[Python-Dev] Making mutable objects readonly

M.-A. Lemburg mal@lemburg.com
Wed, 31 Jan 2001 20:03:12 +0100

Skip Montanaro wrote:
>     MAL> This thread is an offspring of the "for something in dict:" thread.
>     MAL> The problem we face when iterating over mutable objects is that the
>     MAL> underlying objects can change. By marking them read-only we can
>     MAL> safely iterate over their contents.
> I suspect you'll find it difficult to mark dbm/bsddb/gdbm files read-only.
> (And what about Andy Dustman's cool sqldict stuff?)  If you can't extend
> this concept in a reasonable fashion to cover (most of) the other objects
> that smell like dictionaries, I think you'll just be adding needless
> complications for a feature than can't be used where it's really needed.

We are currently only talking about Python dictionaries here, even though
other objects could also benefit from this.
> I see no problem asking for the items() of an in-memory dictionary in order
> to get a predictable list to iterate over, but doing that for disk-based
> mappings would be next to impossible.  So, I'm stuck iterating over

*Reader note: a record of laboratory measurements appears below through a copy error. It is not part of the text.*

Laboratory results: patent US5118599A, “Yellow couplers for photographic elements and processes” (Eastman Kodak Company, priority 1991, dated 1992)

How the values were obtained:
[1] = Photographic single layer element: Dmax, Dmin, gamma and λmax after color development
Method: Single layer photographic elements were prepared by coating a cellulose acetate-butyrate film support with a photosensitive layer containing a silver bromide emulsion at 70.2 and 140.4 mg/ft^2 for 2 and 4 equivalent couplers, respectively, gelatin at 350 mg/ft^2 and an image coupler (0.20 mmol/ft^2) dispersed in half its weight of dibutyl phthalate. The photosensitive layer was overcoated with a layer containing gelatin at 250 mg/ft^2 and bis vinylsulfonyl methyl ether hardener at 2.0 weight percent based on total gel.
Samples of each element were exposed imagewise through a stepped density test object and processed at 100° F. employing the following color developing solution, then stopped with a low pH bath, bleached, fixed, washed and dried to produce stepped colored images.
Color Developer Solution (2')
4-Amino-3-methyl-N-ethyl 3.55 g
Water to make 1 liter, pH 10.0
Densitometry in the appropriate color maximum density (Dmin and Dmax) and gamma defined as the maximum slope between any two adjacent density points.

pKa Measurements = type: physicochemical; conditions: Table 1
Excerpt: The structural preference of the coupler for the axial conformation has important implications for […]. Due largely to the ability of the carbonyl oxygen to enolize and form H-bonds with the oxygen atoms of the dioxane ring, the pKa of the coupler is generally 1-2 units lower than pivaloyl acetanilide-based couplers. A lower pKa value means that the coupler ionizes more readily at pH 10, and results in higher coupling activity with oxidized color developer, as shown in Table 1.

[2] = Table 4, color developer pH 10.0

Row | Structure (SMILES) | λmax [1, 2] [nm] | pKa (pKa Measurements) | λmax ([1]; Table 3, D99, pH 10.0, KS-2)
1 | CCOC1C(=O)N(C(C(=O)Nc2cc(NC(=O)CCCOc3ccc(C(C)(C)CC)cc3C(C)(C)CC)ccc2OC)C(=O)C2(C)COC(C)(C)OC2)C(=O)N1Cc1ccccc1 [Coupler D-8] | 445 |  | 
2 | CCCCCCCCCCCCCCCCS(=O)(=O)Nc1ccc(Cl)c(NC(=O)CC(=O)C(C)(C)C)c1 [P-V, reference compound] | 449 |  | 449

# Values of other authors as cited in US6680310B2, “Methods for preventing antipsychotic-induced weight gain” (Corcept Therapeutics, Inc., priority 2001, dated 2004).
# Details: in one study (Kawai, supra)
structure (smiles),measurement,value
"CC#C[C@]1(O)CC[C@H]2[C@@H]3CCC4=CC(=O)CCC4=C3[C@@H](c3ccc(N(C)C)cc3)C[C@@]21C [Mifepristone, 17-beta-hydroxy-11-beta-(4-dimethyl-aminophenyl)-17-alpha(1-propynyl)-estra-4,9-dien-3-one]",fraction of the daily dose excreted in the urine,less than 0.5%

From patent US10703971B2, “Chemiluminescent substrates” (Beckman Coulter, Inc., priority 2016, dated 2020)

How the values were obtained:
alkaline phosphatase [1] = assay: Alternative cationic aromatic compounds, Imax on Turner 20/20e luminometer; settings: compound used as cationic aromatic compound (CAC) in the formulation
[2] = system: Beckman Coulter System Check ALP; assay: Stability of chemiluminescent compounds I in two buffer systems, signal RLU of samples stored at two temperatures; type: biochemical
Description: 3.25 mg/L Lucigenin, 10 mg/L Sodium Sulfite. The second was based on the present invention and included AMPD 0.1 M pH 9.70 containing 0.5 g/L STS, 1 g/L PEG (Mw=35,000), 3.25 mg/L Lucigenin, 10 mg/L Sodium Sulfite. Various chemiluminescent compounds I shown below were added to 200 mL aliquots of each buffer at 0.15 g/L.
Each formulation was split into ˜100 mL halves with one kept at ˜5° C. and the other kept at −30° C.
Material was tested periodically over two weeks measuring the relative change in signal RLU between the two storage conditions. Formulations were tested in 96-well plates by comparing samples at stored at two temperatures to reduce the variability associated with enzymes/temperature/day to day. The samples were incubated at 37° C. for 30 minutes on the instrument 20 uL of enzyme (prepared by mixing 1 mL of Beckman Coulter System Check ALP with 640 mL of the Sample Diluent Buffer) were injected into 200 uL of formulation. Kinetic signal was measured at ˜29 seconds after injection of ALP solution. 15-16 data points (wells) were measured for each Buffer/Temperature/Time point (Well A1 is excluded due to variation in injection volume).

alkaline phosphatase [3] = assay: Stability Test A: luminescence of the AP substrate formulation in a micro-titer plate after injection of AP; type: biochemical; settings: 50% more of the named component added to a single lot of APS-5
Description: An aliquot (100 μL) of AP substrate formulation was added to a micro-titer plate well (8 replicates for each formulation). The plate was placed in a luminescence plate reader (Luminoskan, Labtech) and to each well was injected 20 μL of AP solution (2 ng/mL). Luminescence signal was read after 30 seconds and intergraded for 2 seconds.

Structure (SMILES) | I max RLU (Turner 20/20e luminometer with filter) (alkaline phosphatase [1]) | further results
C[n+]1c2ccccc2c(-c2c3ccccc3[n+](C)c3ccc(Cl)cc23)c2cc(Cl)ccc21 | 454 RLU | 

> something can can change out from under me.  In the end, the programmer will
> still have to handle border cases specially.  Besides, even if you *could*
> lock your disk-based mapping, are you really going to do that in situations
> where its sharable (that's what databases they are there for, after all)?  I
> suspect you're going to keep the database mutable and work around any
> resulting problems.
> If you want to implement "for key in dict:", why not just have the VM call
> keys() under the covers and use that list?  It would be no worse than the
> situation today where you call "for key in dict.keys():", and with the same
> caveats.  If you're dumb enough to do that for an on-disk mapping object,
> well, you get what you asked for.

That's why iterators do a much better task here. In DB design
these are usually called cursors which the allow moving inside
large result sets. But this really is a different topic...

Readonlyness could be put to some good use in optimizing data
structure for which you know that they won't change anymore.
Temporary readonlyness has the nice sideeffect of allowing low-level
lock implementations and makes writing thread safe code easier
to handle, because you can make assertions w/r to the immutability
of an object during a certain period of time explicit in your

Marc-Andre Lemburg
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